The Social IT Game Reveals All: “It’s Like Myers-Briggs for IT Leadership”

Think You Know Your Team?

When was the last time you sat down with your peers and had a discussion about their priorities? What drives your priorities and what drives those of your peers may be widely dissimilar. Time-to-market may be your watch word. Maybe up-time and availability are key for your colleague downstream and driving out costs for an associate upstream.

What if you could have a Leadership Priorities Matrix for everyone in your team? How would you approach your peers if you really knew what they wanted?

The Social-IT Game

At the beginning of 2012 Serena decided it was time to find out. So a team of very smart marketing engineers got together and created the Social IT Game.

In the Social IT Game you get to play yourself. You are faced with a number of IT challenges and asked to prioritize your responses to them. Challenges vary from game to game but include the whole gamut of topics from Demand Management to Release Management to Service Management and everything in between.

But the real fun begins when you then have to put yourself in the shoes of your peers and guess how they would prioritize their responses to the challenges.

Suddenly, development managers are faced with trying to understand how release managers would prioritize needs of the service desk community. It’s fascinating what people get right and what teams have in common. But what truly brings new clarity and real debate is in the differences and in the surprises.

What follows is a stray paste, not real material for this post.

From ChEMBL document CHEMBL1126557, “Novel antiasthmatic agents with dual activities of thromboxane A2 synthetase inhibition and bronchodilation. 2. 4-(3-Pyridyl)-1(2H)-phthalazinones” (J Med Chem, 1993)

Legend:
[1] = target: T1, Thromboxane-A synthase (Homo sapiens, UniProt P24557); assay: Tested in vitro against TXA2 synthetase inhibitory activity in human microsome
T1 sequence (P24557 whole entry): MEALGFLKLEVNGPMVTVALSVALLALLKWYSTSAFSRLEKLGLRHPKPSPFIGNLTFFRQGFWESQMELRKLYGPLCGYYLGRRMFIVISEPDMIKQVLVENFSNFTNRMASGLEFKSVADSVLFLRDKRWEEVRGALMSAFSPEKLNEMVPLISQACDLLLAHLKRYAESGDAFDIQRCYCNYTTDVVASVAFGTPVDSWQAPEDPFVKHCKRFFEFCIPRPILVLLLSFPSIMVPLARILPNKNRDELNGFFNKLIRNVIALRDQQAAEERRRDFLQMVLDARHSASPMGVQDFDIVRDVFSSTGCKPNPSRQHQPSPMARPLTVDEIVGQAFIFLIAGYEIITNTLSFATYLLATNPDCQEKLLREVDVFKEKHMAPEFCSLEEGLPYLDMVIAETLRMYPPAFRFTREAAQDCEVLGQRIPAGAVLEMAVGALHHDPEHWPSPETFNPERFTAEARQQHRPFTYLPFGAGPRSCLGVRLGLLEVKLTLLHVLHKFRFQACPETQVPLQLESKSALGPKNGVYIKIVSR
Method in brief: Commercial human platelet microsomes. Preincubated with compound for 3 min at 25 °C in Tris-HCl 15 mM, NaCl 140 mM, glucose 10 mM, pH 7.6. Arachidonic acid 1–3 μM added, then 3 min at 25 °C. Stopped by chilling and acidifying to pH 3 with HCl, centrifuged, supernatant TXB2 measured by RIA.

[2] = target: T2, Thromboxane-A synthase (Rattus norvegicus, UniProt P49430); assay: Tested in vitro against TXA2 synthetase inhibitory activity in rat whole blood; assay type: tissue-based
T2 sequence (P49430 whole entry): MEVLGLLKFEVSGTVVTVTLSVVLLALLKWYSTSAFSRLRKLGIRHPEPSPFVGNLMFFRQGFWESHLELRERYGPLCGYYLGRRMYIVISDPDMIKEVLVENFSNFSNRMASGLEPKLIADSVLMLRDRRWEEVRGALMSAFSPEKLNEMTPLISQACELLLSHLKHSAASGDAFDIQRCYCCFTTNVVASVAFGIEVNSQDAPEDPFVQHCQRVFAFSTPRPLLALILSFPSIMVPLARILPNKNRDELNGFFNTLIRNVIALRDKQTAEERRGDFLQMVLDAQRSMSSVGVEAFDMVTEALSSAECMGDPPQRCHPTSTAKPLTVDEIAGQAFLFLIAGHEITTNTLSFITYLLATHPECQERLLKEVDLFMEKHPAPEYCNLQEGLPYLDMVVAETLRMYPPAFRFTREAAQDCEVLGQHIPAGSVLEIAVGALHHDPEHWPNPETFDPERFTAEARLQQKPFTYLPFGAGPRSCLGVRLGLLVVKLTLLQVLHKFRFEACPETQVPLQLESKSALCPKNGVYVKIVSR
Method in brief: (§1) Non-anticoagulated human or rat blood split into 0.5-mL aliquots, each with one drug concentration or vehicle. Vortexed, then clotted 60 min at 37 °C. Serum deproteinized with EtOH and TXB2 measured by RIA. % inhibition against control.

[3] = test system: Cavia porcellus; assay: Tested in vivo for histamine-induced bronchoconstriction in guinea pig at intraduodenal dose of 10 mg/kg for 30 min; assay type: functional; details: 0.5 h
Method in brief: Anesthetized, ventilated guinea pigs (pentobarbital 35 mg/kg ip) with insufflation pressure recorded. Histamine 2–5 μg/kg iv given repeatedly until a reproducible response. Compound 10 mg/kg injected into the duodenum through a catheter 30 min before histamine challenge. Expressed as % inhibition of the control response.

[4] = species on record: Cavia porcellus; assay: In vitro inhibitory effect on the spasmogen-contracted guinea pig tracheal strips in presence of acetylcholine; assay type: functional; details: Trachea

Surprising Results

Social IT Game - Business AlignmentIn one recent game the entire IT management team had strong and uniform consensus that Reduce Cycle Time to the Business was everyone’s number one priority (see graph to right). Detailed and Accurate Chargebacks was rated last for all team members. But there was clear division between the DEV and the OPS communities over the relative importance of More Business Value versus More Visibility in the release management process. And from this an informative debate ensued.

To help put the graph and scores to the right in perspective, different point totals were given to a priority based on the ranking of each participant.

In 2012 Serena conducted almost 40 of these Social IT Game events for specially invited customers and at the invitation of customers inside their own organizations. Each company received an assessment report afterwards, kind of like an IT Org Profile.  Take a look at a sample report for Qlarius, a fictitious company with Doug Serena at the helm of IT.

Get Your Own Leadership Priority Matrix 

Want Serena to bring the Social IT Game, along with lunch, to your IT organization? Want a Myers-Briggs IT score for your team? Contact me.

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